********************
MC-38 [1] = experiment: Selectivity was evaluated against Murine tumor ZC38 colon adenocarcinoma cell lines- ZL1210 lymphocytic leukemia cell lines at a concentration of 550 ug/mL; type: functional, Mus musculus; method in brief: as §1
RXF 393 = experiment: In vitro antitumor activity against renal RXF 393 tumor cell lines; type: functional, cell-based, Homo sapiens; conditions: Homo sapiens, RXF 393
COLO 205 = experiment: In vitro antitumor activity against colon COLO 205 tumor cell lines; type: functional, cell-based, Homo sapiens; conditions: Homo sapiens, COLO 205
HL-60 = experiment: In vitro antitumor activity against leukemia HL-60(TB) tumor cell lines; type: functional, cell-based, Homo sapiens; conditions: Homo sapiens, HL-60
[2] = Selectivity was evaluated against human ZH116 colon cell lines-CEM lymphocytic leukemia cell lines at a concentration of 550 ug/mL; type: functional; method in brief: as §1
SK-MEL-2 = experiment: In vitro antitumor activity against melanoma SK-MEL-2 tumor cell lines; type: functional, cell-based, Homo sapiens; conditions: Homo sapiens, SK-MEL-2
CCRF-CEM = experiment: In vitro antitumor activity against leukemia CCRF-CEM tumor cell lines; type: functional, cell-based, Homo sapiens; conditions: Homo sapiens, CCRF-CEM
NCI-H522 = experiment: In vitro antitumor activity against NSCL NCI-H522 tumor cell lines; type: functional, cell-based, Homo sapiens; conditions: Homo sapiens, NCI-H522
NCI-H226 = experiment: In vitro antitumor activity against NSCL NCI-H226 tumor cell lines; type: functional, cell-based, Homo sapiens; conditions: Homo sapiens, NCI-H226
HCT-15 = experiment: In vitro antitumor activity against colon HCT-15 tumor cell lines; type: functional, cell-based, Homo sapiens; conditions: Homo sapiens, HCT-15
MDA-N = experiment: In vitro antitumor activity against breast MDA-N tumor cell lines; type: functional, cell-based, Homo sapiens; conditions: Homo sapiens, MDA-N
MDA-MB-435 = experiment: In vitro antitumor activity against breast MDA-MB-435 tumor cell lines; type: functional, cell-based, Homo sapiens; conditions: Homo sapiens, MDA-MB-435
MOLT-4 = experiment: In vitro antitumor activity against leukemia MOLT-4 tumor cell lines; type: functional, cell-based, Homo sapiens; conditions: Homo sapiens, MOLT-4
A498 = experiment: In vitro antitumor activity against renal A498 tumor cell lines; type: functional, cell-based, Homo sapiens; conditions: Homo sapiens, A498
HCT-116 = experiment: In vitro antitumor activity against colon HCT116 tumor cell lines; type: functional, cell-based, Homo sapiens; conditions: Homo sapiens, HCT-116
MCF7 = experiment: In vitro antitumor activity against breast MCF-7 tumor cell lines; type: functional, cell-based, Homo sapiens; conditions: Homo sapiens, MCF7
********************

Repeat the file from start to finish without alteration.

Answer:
MC-38 [1] = experiment: Selectivity was evaluated against Murine tumor ZC38 colon adenocarcinoma cell lines- ZL1210 lymphocytic leukemia cell lines at a concentration of 550 ug/mL; type: functional, Mus musculus; method in brief: as §1
RXF 393 = experiment: In vitro antitumor activity against renal RXF 393 tumor cell lines; type: functional, cell-based, Homo sapiens; conditions: Homo sapiens, RXF 393
COLO 205 = experiment: In vitro antitumor activity against colon COLO 205 tumor cell lines; type: functional, cell-based, Homo sapiens; conditions: Homo sapiens, COLO 205
HL-60 = experiment: In vitro antitumor activity against leukemia HL-60(TB) tumor cell lines; type: functional, cell-based, Homo sapiens; conditions: Homo sapiens, HL-60
[2] = Selectivity was evaluated against human ZH116 colon cell lines-CEM lymphocytic leukemia cell lines at a concentration of 550 ug/mL; type: functional; method in brief: as §1
SK-MEL-2 = experiment: In vitro antitumor activity against melanoma SK-MEL-2 tumor cell lines; type: functional, cell-based, Homo sapiens; conditions: Homo sapiens, SK-MEL-2
CCRF-CEM = experiment: In vitro antitumor activity against leukemia CCRF-CEM tumor cell lines; type: functional, cell-based, Homo sapiens; conditions: Homo sapiens, CCRF-CEM
NCI-H522 = experiment: In vitro antitumor activity against NSCL NCI-H522 tumor cell lines; type: functional, cell-based, Homo sapiens; conditions: Homo sapiens, NCI-H522
NCI-H226 = experiment: In vitro antitumor activity against NSCL NCI-H226 tumor cell lines; type: functional, cell-based, Homo sapiens; conditions: Homo sapiens, NCI-H226
HCT-15 = experiment: In vitro antitumor activity against colon HCT-15 tumor cell lines; type: functional, cell-based, Homo sapiens; conditions: Homo sapiens, HCT-15
MDA-N = experiment: In vitro antitumor activity against breast MDA-N tumor cell lines; type: functional, cell-based, Homo sapiens; conditions: Homo sapiens, MDA-N
MDA-MB-435 = experiment: In vitro antitumor activity against breast MDA-MB-435 tumor cell lines; type: functional, cell-based, Homo sapiens; conditions: Homo sapiens, MDA-MB-435
MOLT-4 = experiment: In vitro antitumor activity against leukemia MOLT-4 tumor cell lines; type: functional, cell-based, Homo sapiens; conditions: Homo sapiens, MOLT-4
A498 = experiment: In vitro antitumor activity against renal A498 tumor cell lines; type: functional, cell-based, Homo sapiens; conditions: Homo sapiens, A498
HCT-116 = experiment: In vitro antitumor activity against colon HCT116 tumor cell lines; type: functional, cell-based, Homo sapiens; conditions: Homo sapiens, HCT-116
MCF7 = experiment: In vitro antitumor activity against breast MCF-7 tumor cell lines; type: functional, cell-based, Homo sapiens; conditions: Homo sapiens, MCF7